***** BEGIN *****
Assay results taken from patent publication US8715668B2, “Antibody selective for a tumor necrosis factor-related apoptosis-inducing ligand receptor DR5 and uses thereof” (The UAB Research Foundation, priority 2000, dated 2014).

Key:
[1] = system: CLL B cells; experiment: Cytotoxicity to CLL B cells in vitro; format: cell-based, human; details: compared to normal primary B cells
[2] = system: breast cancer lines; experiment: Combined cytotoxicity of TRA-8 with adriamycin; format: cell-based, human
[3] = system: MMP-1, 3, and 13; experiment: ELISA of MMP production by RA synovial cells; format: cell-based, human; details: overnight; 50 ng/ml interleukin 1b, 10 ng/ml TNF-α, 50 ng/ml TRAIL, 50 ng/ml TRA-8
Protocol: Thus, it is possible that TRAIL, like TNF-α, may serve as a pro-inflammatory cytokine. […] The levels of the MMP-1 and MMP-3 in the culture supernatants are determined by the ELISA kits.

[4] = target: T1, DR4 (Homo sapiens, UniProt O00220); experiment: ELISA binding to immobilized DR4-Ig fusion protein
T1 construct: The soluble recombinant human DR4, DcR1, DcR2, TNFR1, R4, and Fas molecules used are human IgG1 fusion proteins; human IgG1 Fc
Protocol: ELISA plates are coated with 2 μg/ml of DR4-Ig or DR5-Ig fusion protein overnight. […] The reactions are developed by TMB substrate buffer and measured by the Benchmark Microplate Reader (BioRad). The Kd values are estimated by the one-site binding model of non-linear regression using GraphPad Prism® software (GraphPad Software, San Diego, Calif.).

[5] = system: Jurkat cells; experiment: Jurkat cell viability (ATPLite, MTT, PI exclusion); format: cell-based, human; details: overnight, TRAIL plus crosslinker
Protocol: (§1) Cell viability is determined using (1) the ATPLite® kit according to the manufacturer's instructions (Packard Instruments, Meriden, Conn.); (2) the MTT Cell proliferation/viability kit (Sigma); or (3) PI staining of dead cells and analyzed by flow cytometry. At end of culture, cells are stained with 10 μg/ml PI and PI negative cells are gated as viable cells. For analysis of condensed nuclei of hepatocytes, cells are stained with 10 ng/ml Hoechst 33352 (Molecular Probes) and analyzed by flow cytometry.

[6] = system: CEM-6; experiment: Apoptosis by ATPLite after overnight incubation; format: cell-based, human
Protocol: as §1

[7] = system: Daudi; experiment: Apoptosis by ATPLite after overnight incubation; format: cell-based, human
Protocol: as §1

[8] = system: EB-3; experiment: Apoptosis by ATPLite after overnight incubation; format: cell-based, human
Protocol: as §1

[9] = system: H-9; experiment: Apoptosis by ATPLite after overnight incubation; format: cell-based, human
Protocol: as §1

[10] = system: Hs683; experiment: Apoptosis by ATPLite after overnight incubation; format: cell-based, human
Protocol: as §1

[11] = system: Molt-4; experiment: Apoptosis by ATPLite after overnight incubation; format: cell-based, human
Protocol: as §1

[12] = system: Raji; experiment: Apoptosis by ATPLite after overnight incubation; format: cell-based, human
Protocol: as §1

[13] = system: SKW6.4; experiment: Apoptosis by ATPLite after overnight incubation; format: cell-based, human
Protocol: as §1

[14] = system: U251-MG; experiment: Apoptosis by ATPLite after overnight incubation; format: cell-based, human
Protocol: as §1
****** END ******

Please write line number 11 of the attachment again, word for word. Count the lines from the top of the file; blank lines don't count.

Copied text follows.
Protocol: (§1) Cell viability is determined using (1) the ATPLite® kit according to the manufacturer's instructions (Packard Instruments, Meriden, Conn.); (2) the MTT Cell proliferation/viability kit (Sigma); or (3) PI staining of dead cells and analyzed by flow cytometry. At end of culture, cells are stained with 10 μg/ml PI and PI negative cells are gated as viable cells. For analysis of condensed nuclei of hepatocytes, cells are stained with 10 ng/ml Hoechst 33352 (Molecular Probes) and analyzed by flow cytometry.